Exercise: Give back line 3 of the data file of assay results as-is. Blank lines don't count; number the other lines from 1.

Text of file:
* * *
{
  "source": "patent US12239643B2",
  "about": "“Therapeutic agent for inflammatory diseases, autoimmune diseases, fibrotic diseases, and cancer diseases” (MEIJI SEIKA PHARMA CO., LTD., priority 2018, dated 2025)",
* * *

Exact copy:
  "about": "“Therapeutic agent for inflammatory diseases, autoimmune diseases, fibrotic diseases, and cancer diseases” (MEIJI SEIKA PHARMA CO., LTD., priority 2018, dated 2025)",